If a person wants to go into business as a taxicab owner, what requirements should be imposed to protect the public? The prospective taxicab owner should show that he is honest and can operate a vehicle safely. His vehicle should pass a safety inspection, and he should have a liability insurance policy. Some cities require the purchase of an existing license, sometimes called a medallion. A medallion has cost as much as over $1 million, as in the case of New York City, and the cost has reached $700,000 in Boston and $360,000 in Chicago.
Detroit school students, represented by the Los Angeles-based public interest firm Public Counsel, filed suit last month against the state of Michigan, claiming a legal right to literacy based on the 14th Amendment to the Constitution. Ninety-three percent of Detroit's predominantly black public school eighth-graders are not proficient in reading, and 96 percent are not proficient in mathematics.
I was invited, along with several other American professors, to deliver lectures at South Africa's University of the Witwatersrand in Johannesburg in 1979. Pieter Willem Botha was the prime minister, and apartheid, though becoming a bit relaxed, was the law of the land. Under apartheid, intermarriage between blacks, coloureds and Indians on the one hand and whites was prohibited.
North Carolina's legislative body passed the Public Facilities Privacy and Security Act, which mandates a statewide policy banning individuals from using public bathrooms that do not correspond to their biological sex, as opposed to their opinion of their sex. That means people must use bathrooms and other public facilities where occupants can be in various stages of undress according to whether their sex chromosomes are XX, in the case of females, or XY, in the case of males.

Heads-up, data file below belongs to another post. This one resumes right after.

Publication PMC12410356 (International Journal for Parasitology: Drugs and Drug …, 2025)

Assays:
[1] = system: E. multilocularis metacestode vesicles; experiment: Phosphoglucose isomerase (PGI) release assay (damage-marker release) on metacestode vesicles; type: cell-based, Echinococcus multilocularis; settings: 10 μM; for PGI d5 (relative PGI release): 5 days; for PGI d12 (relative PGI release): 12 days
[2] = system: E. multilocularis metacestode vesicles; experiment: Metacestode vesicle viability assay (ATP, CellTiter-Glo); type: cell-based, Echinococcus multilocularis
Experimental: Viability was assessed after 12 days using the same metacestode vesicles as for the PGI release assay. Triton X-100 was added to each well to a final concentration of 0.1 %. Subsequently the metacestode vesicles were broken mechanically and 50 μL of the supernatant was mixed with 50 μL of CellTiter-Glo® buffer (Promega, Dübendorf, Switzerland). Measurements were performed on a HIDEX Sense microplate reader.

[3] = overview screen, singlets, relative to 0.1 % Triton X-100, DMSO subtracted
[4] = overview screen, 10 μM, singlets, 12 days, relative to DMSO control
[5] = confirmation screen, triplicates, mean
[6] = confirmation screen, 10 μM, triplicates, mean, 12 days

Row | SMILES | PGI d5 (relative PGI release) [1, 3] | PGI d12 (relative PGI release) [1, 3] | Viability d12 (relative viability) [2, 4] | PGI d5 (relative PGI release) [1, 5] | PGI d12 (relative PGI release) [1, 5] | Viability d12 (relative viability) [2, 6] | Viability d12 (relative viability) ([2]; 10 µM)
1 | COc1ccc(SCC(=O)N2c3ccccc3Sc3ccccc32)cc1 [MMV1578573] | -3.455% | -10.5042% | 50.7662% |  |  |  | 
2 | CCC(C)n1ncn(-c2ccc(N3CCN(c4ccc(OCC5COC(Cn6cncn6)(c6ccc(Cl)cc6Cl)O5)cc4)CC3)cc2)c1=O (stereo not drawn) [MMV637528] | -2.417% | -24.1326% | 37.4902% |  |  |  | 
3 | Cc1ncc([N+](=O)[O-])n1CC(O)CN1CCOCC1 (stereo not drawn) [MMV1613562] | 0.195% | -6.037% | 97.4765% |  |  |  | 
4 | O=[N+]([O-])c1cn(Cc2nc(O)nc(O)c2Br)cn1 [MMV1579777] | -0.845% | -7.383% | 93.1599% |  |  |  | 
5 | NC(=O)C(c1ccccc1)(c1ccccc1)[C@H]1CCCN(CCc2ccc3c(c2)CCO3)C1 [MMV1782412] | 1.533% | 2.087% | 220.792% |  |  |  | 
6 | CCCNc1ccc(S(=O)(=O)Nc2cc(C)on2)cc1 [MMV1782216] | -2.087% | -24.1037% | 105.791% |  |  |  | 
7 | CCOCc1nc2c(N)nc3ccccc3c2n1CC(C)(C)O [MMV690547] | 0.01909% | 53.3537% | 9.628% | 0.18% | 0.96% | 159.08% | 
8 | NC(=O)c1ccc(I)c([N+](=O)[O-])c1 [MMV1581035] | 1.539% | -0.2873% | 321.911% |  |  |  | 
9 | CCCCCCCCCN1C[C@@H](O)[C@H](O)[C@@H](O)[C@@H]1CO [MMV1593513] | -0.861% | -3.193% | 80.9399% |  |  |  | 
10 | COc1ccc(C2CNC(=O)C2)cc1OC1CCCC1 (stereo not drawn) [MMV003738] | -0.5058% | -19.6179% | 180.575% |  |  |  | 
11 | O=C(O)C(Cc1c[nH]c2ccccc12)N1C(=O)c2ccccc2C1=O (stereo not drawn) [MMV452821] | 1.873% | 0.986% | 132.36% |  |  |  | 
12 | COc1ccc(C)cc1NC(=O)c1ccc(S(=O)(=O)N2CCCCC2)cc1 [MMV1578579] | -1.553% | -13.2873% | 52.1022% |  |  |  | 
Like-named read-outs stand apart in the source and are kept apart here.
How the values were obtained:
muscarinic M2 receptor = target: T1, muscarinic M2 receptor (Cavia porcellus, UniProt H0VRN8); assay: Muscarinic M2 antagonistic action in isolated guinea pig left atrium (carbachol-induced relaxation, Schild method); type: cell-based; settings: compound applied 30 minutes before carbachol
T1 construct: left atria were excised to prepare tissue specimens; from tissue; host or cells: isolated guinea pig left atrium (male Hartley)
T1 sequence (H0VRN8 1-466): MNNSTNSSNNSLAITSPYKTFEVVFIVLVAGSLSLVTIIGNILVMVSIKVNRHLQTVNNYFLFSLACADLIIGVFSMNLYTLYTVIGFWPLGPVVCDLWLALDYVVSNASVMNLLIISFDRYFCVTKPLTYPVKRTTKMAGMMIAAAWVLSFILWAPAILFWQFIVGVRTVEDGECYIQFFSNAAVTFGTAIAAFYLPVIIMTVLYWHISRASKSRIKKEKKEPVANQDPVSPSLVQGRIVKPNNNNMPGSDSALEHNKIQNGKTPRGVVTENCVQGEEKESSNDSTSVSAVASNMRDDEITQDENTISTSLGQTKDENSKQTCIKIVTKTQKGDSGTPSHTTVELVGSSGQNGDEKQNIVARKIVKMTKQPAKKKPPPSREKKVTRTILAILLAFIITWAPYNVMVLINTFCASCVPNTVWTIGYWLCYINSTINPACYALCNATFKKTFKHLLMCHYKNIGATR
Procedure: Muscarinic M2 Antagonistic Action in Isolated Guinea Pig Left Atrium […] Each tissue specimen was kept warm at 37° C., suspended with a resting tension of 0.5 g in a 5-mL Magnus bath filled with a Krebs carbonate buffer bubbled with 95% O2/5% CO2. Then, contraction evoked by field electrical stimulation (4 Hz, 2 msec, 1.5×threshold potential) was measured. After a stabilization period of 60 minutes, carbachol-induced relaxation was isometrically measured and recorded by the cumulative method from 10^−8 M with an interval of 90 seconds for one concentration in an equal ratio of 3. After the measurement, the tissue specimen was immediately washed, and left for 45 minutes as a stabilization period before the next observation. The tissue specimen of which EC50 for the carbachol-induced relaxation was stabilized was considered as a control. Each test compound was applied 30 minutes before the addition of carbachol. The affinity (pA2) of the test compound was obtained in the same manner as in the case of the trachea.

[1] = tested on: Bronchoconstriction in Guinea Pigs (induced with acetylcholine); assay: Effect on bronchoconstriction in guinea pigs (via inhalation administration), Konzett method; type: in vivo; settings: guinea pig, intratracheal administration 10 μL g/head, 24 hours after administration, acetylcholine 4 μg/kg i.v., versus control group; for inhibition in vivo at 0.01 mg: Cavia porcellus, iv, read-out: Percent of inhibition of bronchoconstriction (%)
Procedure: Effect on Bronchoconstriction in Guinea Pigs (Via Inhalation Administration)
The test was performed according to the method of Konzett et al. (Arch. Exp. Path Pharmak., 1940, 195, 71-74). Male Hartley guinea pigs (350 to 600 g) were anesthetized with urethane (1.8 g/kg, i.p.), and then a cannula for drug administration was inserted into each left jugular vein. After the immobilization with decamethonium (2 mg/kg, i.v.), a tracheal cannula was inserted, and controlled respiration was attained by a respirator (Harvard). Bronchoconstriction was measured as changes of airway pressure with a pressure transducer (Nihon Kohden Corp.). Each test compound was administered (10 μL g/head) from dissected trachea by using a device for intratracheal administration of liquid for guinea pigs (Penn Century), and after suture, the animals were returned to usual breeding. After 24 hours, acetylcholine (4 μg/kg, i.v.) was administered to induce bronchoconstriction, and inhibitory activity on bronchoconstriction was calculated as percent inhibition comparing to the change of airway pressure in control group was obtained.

Last year's college news was about demands for safe spaces, trigger warnings and bans on insensitivity. This year's college news is about black student demands for segregated campus housing and other racially segregated campus spaces and programs. I totally disagree with these calls by black students.
The University of Chicago's president, Dr. Robert J. Zimmer, wrote a Wall Street Journal article, titled "Free Speech Is the Basis of a True Education." In it, he wrote: "Free speech is at risk at the very institution where it should be assured: the university. Invited speakers are disinvited because a segment of a university community deems them offensive, while other orators are shouted down for similar reasons.
Some are puzzled by the dishonesty, lack of character and sheer stupidity of many people in the media. But seeing as most of them are college graduates, they don't bear the full blame. They are taught by dishonest and irresponsible academics. Let's look at it.
A general economic principle is that any law or regulation that restricts market entry tends to impose the greatest burden on those who can be described as poor, latecomers, discriminated-against and politically weak.
As the fall semester begins, parents, students, taxpayers and donors should be made aware of official college practices that should disgust us all. Hampshire College will offer some of its students what the school euphemistically calls "identity-based housing." That's segregated housing for students who -- because of their race, culture, gender or sexual orientation -- have "historically experienced oppression."
International trade figures heavily in the presidential race. Presidential candidate Donald Trump said, "Hillary Clinton unleashed a trade war against the American worker when she supported one terrible trade deal after another - from NAFTA to China to South Korea." And adding, "A Trump Administration will end that war by getting a fair deal for the American people. The era of economic surrender will finally be over."
One of the unavoidable consequences of youth is the tendency to think behavior we see today has always been. I'd like to dispute that vision, at least as it pertains to black people.